HIROSHIMA -- The Hiroshima Peace Memorial Museum's main building reopened April 25 after major renovations were completed, the first carried out in 28 years.
At the opening, Tetsunobu Fujii, 58, a resident of the city of Chofu in Tokyo, was seen quietly contemplating a large photograph of a young girl, placed at the exhibit's entrance. She stares vacantly into the middle distance, standing idly in a ravaged landscape. The girl in the image, taken by a Mainichi Shimbun photographer three days after the 1945 U.S. atomic bombing of Hiroshima, is of a 10-year-old Yukiko Fujii, Tetsunobu Fujii's mother.
"Thank you for bringing me into this world," says Fujii, his words heavy with emotion. The photo was taken on Aug. 9, 1945, in the center of Hiroshima by the Mainichi Shimbun Osaka Head Office photo department's Yukio Kunihira, who died aged 92 in 2009. The identity of its subject had remained a mystery until mother and son were "reunited" through the Mainichi Shimbun's website.
In August 2017, Fujii stumbled upon the photo in an article series called the "Hiroshima Atomic-Bombing Archives," which introduced images of the atrocity stored by the Mainichi Shimbun. Convinced there was something familiar about the injury on the girl's right arm, he got in touch with the newspaper.
Using a photograph Fujii provided of his mother from after the war, the Mainichi Shimbun commissioned Masatsugu Hashimoto, a professor in forensic dentistry at Tokyo Dental College, to investigate whether they were the same person. His response came back positive, "There's a very high chance they're the same person." The girl's identity had been revealed after 73 years.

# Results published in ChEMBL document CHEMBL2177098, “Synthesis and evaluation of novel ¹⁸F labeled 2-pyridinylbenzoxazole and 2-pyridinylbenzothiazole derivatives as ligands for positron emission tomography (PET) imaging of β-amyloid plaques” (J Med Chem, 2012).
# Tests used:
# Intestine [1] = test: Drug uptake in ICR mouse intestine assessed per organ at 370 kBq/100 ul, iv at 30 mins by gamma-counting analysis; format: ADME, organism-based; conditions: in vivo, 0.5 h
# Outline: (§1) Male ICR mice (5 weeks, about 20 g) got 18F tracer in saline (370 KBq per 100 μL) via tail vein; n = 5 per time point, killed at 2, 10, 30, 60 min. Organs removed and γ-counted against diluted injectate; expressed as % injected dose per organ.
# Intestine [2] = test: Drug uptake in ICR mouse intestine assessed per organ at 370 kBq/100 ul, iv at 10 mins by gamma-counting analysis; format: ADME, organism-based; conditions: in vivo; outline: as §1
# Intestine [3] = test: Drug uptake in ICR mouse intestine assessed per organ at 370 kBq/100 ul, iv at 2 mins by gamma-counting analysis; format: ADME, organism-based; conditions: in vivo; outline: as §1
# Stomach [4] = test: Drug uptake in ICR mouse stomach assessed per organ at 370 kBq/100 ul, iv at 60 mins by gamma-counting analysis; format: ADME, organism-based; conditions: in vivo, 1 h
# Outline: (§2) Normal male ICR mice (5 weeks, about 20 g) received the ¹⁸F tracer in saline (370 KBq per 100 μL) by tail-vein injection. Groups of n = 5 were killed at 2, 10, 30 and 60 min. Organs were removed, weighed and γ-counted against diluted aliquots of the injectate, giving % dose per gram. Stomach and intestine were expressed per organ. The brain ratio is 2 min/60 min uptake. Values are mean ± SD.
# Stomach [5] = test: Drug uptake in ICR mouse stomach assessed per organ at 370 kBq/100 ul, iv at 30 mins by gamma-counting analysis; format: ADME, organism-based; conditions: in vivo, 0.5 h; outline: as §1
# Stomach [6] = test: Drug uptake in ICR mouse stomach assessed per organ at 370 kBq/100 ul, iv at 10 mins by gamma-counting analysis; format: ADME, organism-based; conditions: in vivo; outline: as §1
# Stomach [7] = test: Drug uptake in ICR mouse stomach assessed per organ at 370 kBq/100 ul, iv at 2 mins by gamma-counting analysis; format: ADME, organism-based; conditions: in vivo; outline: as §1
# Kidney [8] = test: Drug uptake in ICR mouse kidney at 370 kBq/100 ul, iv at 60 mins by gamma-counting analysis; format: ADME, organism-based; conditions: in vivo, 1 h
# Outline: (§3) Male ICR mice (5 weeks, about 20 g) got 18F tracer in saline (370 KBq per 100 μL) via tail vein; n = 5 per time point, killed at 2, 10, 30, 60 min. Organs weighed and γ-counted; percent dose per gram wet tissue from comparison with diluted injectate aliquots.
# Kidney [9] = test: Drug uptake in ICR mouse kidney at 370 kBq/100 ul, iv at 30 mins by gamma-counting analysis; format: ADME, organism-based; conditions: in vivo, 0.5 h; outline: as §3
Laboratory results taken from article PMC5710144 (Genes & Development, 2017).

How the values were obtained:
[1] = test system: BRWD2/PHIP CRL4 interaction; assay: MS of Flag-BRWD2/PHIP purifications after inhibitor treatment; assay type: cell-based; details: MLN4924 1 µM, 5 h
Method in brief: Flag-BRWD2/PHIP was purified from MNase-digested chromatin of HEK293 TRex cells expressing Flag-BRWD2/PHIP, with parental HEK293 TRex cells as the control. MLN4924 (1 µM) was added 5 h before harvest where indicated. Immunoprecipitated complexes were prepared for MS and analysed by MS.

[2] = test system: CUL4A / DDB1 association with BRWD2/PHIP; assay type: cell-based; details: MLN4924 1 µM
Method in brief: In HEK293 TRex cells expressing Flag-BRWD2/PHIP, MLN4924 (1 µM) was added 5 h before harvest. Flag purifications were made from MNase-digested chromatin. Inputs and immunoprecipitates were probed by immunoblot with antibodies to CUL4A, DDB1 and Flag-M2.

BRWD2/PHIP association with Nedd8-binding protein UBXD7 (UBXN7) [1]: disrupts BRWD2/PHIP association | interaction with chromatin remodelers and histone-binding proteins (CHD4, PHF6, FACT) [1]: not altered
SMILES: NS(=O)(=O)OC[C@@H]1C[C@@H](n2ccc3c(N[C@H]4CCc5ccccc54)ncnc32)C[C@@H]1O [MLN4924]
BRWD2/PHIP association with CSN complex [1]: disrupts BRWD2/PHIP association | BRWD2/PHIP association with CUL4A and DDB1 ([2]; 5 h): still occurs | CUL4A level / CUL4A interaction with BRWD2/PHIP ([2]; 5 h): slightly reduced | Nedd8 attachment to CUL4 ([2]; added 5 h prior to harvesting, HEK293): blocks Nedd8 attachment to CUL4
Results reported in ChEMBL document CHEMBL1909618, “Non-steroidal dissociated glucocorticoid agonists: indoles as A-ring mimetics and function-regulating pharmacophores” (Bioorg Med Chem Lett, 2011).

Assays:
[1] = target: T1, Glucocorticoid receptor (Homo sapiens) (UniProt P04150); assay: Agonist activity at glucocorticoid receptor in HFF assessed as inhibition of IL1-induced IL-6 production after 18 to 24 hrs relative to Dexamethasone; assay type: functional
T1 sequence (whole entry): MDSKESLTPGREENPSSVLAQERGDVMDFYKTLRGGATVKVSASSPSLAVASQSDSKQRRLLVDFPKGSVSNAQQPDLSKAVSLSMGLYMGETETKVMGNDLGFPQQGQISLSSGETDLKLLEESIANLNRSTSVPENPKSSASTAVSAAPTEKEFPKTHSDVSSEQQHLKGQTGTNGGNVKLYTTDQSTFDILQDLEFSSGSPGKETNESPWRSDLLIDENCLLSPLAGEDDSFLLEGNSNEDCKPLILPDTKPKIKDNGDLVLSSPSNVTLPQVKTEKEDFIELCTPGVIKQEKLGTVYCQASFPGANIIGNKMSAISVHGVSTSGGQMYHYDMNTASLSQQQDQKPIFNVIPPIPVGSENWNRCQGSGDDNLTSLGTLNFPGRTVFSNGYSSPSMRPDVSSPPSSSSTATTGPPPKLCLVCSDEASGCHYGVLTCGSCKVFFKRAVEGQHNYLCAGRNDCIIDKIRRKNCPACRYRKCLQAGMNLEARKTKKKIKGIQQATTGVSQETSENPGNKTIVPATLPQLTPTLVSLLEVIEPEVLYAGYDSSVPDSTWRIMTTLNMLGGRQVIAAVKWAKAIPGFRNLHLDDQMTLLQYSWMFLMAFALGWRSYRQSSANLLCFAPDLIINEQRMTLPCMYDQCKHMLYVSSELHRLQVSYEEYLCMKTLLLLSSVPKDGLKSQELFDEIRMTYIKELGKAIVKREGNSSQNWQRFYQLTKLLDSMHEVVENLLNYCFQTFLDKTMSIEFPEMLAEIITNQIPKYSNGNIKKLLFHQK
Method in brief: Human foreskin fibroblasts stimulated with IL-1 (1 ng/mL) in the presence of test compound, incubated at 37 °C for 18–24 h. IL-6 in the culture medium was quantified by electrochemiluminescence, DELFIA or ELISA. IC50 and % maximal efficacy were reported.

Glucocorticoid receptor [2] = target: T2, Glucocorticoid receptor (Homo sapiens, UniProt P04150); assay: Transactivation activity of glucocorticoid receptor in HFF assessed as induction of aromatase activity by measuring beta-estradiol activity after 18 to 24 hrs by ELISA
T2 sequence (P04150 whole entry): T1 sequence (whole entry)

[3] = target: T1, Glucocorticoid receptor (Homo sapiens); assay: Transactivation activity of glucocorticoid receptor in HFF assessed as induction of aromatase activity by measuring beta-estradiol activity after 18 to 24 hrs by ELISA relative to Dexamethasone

Fujii's mother almost never spoke to him or his siblings about her experience when the bomb fell. He saw the photograph as an opportunity to trace his mother's past. Relying on a memory that she had been examined by the Atomic Bomb Casualty Commission (Now the Radiation Effects Research Foundation), he obtained medical records and other documents about his mother.
According to the records, his mother's home was only around 1.2 kilometers from the explosion's hypocenter. She had been sitting on a bench inside, near to the house's entrance, when the blast wave tore into the building, leaving burns all over her right arm. Describing her home, they read, "The area around (her house) was made up entirely of two-story wooden houses."
"It seems she managed to crawl from the rubble and escaped from the burning streets. It's a miracle she made it out alive," said Fujii.
After the war, Yukiko married and was blessed with three children including Fujii. But she died in 1977, aged only 42. At the exhibition, details of her life are introduced alongside the ways she was affected by the atomic bomb.
"She didn't express resentment for what had happened, but she probably did suffer in various ways during her lifetime. I want people to know that the atomic bomb inflicted continual physical and mental pain," Fujii said.
(Japanese original by Naohiro Yamada, Osaka Photo Department)